Hundreds of low-wage workers go on strike in D.C.

GJN Strike 2

(Low-wage employees of federal contractors protest in Washington, D.C. on May 21, 2013. (Photo courtesy of

For a photographic essay see here.

By @resnikoff
MSNBC, May 21, 2013

Hundreds of low-wage employees of federal contractors walked off the job on Tuesday morning, demanding that President Obama sign legislation or an executive order requiring federal contractors to pay higher wages. The Washington, D.C., strike is led by a new campaign called Good Jobs Nation, formed earlier this month.

On the same day that the Good Jobs Nation campaign was officially launched, Demos published a report finding that federal contracts directly subsidize over half a million low-wage jobs, defined as jobs which pay below $12 per hour. Once Medicare spending, infrastructure funds, and similar programs were included, the federal government was found to subsidize nearly 2 million such jobs.

“I can’t even afford to get an apartment or raise my daughter properly because of the money that I’m making,” said Jonathan Ross, one of the D.C. strikers. Ross works at the Constitution Café, a privately managed restaurant in the Smithsonian Institute’s American History Museum. He told MSNBC that after four years of being employed at the restaurant, he still makes only $9.71 an hour.

“For the four years I’ve been here, I’ve had a 10-cent raise, a 15-cent raise, and another 10-cent raise,” he said. While he doesn’t receive federal assistance in the form of food stamps or subsidized housing, he said he struggles to provide for his 15-year-old daughter, over whom he has sole custody.

To lift up their wages, Ross and his fellow strikers are asking that Congress and President Obama impose new requirements on federal contractors. One proposal for action comes from the Demos report, which suggests “[a]n executive order requiring federal agencies to take all possible steps to raise workplace standards and ensure that companies comply with applicable labor and employment laws.”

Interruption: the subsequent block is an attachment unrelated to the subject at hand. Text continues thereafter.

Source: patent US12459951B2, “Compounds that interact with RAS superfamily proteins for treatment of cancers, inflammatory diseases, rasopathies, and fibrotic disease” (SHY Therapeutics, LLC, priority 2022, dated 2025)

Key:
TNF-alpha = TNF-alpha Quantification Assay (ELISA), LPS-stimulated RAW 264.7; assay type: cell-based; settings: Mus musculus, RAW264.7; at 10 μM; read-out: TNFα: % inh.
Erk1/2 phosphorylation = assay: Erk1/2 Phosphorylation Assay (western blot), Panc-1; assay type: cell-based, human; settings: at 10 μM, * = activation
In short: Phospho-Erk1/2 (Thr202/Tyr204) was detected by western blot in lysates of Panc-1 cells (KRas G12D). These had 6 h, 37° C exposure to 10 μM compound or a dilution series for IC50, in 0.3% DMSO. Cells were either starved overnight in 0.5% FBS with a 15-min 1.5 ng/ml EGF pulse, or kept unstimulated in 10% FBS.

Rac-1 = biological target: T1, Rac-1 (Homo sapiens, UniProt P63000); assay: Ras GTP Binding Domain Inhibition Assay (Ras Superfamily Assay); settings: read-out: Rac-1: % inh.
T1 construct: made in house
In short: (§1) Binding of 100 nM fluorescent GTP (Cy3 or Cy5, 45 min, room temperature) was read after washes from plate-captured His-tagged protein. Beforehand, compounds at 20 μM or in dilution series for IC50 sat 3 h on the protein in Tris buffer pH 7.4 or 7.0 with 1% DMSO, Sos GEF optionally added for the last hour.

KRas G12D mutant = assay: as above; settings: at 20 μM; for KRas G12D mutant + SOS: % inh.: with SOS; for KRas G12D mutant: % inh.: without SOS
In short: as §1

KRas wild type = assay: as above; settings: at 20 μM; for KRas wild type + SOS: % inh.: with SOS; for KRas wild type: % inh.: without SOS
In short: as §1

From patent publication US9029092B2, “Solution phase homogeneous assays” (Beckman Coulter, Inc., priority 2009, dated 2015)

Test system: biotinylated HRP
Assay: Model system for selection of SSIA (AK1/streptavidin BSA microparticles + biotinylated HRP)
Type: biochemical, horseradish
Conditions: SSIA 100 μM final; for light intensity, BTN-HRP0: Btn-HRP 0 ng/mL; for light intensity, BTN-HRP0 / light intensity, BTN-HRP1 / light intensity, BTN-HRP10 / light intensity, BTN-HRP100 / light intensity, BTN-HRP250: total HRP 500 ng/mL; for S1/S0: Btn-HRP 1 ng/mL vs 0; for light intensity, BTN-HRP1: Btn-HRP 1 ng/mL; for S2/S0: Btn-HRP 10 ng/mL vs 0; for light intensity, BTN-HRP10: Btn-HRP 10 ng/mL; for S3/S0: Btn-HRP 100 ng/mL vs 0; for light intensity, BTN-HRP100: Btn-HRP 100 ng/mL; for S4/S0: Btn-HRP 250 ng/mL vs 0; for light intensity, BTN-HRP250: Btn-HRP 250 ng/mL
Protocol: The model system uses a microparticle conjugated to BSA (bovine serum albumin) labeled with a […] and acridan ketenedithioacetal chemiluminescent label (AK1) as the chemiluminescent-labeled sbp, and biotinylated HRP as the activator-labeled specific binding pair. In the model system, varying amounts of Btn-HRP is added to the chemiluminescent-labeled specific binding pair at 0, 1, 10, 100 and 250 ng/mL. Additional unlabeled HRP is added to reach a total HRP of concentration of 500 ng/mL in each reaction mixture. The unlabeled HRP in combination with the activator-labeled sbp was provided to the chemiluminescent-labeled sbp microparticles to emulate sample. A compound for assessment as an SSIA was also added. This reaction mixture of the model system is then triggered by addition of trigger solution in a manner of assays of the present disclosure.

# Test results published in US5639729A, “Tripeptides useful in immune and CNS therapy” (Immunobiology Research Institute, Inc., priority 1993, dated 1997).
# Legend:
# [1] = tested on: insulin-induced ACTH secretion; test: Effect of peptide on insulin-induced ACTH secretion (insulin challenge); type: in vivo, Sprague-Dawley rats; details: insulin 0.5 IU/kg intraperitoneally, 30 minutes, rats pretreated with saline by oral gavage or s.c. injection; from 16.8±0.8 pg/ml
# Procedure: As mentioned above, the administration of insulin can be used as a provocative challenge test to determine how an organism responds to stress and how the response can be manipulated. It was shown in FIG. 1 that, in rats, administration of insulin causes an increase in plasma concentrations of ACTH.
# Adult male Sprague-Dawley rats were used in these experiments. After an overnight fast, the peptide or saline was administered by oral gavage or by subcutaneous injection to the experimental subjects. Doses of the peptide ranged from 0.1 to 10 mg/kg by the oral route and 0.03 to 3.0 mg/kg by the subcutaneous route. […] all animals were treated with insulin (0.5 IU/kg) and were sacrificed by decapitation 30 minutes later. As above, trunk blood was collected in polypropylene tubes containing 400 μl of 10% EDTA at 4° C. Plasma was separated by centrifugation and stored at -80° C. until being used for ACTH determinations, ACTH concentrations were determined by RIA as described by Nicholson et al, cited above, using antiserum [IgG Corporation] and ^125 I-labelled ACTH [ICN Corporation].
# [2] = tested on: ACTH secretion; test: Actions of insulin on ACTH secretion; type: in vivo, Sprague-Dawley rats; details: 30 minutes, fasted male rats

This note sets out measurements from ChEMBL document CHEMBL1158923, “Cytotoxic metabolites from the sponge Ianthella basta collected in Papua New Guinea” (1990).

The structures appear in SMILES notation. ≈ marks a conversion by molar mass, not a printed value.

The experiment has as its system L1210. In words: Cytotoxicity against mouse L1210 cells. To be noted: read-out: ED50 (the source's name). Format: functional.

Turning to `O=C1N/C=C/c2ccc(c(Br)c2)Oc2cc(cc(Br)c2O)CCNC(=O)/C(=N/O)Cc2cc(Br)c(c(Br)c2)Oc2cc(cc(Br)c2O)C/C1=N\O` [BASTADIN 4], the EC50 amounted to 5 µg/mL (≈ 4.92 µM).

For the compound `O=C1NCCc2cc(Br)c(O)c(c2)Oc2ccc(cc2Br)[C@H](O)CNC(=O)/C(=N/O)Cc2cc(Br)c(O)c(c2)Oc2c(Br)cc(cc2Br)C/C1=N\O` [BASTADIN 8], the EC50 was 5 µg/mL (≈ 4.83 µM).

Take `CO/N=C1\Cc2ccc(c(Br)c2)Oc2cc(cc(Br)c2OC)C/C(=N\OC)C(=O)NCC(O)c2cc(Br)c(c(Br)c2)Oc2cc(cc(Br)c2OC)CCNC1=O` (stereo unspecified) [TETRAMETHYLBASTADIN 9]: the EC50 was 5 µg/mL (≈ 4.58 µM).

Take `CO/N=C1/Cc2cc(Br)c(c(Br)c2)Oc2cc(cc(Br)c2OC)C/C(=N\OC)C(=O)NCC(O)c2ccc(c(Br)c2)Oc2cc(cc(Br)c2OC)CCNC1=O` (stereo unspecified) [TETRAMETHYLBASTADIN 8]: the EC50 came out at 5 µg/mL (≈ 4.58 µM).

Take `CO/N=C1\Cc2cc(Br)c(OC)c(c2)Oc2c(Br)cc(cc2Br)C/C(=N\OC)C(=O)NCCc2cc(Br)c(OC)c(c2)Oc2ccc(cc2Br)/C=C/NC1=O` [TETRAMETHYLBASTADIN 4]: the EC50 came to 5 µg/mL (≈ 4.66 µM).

According to the report, the largest number of federally subsidized low-wage jobs are concentrated in the health care industry: Government funds support nearly 800,000 low-wage jobs in hospitals and nursing homes, and close to 400,000 such jobs in home health care. Construction is next up with over 80,000 federally supported low-wage workers, and retail accounts for 60,000 low-wage, federally funded jobs.

A release from Good Jobs Now claimed support for their campaign from House Progressive Caucus co-chairs Raul Grijalva, D-Ariz., and Keith Ellison, D-Minn. The two are expected to hold an “ad hoc hearing to investigate the federal government’s role in promoting low-wage jobs” Tuesday afternoon along with fellow House Democrat members Eleanor Holmes Norton of D.C. and minority whip Steny Hoyer of Maryland.

The federal contractor strike follows in the wake of several high-profile and historically anomalous labor actions within the low-wage fast food and retail industries.  Well over 1,000 fast food workers across the country have struck in the past few months, most recently in Milwaukee.

“I read these stories, I’m like damn, this sounds like me,” said Ross of the fast food strikes. “They’re in the same predicament that I’m in. There are people outside standing up, so I’m thinking if they’re standing up, why can’t I?”

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